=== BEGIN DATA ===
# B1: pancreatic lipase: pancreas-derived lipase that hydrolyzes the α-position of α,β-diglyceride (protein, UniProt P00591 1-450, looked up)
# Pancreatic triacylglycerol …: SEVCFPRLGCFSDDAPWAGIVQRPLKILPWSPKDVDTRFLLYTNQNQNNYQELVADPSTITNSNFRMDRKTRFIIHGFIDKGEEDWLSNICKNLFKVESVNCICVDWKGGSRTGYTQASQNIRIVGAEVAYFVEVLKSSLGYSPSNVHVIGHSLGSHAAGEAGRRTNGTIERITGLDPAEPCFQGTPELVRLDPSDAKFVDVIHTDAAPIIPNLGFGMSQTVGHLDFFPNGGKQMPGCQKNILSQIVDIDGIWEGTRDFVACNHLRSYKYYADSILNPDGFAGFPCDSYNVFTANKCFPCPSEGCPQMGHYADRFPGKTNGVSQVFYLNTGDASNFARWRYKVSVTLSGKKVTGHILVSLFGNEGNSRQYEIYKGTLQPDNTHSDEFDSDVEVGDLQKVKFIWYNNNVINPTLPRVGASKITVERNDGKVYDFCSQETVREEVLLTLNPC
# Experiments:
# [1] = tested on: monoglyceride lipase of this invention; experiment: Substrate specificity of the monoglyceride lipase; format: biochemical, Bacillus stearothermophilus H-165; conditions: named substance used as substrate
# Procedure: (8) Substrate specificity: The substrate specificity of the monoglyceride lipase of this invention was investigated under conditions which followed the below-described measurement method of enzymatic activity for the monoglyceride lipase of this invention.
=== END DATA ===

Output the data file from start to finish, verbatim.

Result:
# B1: pancreatic lipase: pancreas-derived lipase that hydrolyzes the α-position of α,β-diglyceride (protein, UniProt P00591 1-450, looked up)
# Pancreatic triacylglycerol …: SEVCFPRLGCFSDDAPWAGIVQRPLKILPWSPKDVDTRFLLYTNQNQNNYQELVADPSTITNSNFRMDRKTRFIIHGFIDKGEEDWLSNICKNLFKVESVNCICVDWKGGSRTGYTQASQNIRIVGAEVAYFVEVLKSSLGYSPSNVHVIGHSLGSHAAGEAGRRTNGTIERITGLDPAEPCFQGTPELVRLDPSDAKFVDVIHTDAAPIIPNLGFGMSQTVGHLDFFPNGGKQMPGCQKNILSQIVDIDGIWEGTRDFVACNHLRSYKYYADSILNPDGFAGFPCDSYNVFTANKCFPCPSEGCPQMGHYADRFPGKTNGVSQVFYLNTGDASNFARWRYKVSVTLSGKKVTGHILVSLFGNEGNSRQYEIYKGTLQPDNTHSDEFDSDVEVGDLQKVKFIWYNNNVINPTLPRVGASKITVERNDGKVYDFCSQETVREEVLLTLNPC
# Experiments:
# [1] = tested on: monoglyceride lipase of this invention; experiment: Substrate specificity of the monoglyceride lipase; format: biochemical, Bacillus stearothermophilus H-165; conditions: named substance used as substrate
# Procedure: (8) Substrate specificity: The substrate specificity of the monoglyceride lipase of this invention was investigated under conditions which followed the below-described measurement method of enzymatic activity for the monoglyceride lipase of this invention.